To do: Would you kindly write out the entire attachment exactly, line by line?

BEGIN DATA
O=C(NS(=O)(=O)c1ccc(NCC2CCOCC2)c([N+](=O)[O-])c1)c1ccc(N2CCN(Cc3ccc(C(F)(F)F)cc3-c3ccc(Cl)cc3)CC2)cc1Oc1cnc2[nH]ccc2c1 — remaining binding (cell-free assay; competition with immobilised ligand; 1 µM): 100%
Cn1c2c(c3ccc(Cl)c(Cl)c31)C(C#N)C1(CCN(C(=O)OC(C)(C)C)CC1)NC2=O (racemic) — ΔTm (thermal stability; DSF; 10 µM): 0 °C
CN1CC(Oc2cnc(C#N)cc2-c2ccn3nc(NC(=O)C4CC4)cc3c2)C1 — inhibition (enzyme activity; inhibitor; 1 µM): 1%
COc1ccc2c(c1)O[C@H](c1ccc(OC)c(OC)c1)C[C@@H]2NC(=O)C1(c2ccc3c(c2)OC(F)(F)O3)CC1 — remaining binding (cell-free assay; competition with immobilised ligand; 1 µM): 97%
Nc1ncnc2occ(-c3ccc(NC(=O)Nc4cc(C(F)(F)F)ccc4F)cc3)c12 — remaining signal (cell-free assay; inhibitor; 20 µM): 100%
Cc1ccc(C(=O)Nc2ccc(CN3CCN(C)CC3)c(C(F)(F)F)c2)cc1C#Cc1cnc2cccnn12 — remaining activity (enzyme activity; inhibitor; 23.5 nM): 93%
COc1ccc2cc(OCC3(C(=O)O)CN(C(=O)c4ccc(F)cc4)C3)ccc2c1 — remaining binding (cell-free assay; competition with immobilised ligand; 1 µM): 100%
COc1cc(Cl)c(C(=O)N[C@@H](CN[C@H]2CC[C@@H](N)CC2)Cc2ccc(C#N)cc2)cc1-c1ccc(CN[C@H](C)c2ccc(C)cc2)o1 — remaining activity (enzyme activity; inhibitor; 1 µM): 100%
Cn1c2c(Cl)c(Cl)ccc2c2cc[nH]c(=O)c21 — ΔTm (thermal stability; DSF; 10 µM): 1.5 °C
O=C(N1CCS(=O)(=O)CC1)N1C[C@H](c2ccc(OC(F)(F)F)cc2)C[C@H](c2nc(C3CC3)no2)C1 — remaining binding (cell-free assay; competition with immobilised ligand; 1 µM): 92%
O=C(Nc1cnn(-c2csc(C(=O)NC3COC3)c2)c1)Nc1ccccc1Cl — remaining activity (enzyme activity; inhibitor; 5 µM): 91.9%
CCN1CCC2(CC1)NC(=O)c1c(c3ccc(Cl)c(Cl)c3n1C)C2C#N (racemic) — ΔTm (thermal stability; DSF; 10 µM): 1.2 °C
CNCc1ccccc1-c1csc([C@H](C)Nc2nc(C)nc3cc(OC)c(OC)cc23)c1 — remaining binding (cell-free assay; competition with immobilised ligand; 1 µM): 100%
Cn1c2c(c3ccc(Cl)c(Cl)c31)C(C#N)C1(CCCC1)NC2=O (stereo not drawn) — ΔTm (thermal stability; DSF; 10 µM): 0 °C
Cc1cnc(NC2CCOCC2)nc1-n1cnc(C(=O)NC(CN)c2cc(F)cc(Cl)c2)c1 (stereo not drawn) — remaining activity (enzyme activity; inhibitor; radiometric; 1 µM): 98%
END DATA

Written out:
O=C(NS(=O)(=O)c1ccc(NCC2CCOCC2)c([N+](=O)[O-])c1)c1ccc(N2CCN(Cc3ccc(C(F)(F)F)cc3-c3ccc(Cl)cc3)CC2)cc1Oc1cnc2[nH]ccc2c1 — remaining binding (cell-free assay; competition with immobilised ligand; 1 µM): 100%
Cn1c2c(c3ccc(Cl)c(Cl)c31)C(C#N)C1(CCN(C(=O)OC(C)(C)C)CC1)NC2=O (racemic) — ΔTm (thermal stability; DSF; 10 µM): 0 °C
CN1CC(Oc2cnc(C#N)cc2-c2ccn3nc(NC(=O)C4CC4)cc3c2)C1 — inhibition (enzyme activity; inhibitor; 1 µM): 1%
COc1ccc2c(c1)O[C@H](c1ccc(OC)c(OC)c1)C[C@@H]2NC(=O)C1(c2ccc3c(c2)OC(F)(F)O3)CC1 — remaining binding (cell-free assay; competition with immobilised ligand; 1 µM): 97%
Nc1ncnc2occ(-c3ccc(NC(=O)Nc4cc(C(F)(F)F)ccc4F)cc3)c12 — remaining signal (cell-free assay; inhibitor; 20 µM): 100%
Cc1ccc(C(=O)Nc2ccc(CN3CCN(C)CC3)c(C(F)(F)F)c2)cc1C#Cc1cnc2cccnn12 — remaining activity (enzyme activity; inhibitor; 23.5 nM): 93%
COc1ccc2cc(OCC3(C(=O)O)CN(C(=O)c4ccc(F)cc4)C3)ccc2c1 — remaining binding (cell-free assay; competition with immobilised ligand; 1 µM): 100%
COc1cc(Cl)c(C(=O)N[C@@H](CN[C@H]2CC[C@@H](N)CC2)Cc2ccc(C#N)cc2)cc1-c1ccc(CN[C@H](C)c2ccc(C)cc2)o1 — remaining activity (enzyme activity; inhibitor; 1 µM): 100%
Cn1c2c(Cl)c(Cl)ccc2c2cc[nH]c(=O)c21 — ΔTm (thermal stability; DSF; 10 µM): 1.5 °C
O=C(N1CCS(=O)(=O)CC1)N1C[C@H](c2ccc(OC(F)(F)F)cc2)C[C@H](c2nc(C3CC3)no2)C1 — remaining binding (cell-free assay; competition with immobilised ligand; 1 µM): 92%
O=C(Nc1cnn(-c2csc(C(=O)NC3COC3)c2)c1)Nc1ccccc1Cl — remaining activity (enzyme activity; inhibitor; 5 µM): 91.9%
CCN1CCC2(CC1)NC(=O)c1c(c3ccc(Cl)c(Cl)c3n1C)C2C#N (racemic) — ΔTm (thermal stability; DSF; 10 µM): 1.2 °C
CNCc1ccccc1-c1csc([C@H](C)Nc2nc(C)nc3cc(OC)c(OC)cc23)c1 — remaining binding (cell-free assay; competition with immobilised ligand; 1 µM): 100%
Cn1c2c(c3ccc(Cl)c(Cl)c31)C(C#N)C1(CCCC1)NC2=O (stereo not drawn) — ΔTm (thermal stability; DSF; 10 µM): 0 °C
Cc1cnc(NC2CCOCC2)nc1-n1cnc(C(=O)NC(CN)c2cc(F)cc(Cl)c2)c1 (stereo not drawn) — remaining activity (enzyme activity; inhibitor; radiometric; 1 µM): 98%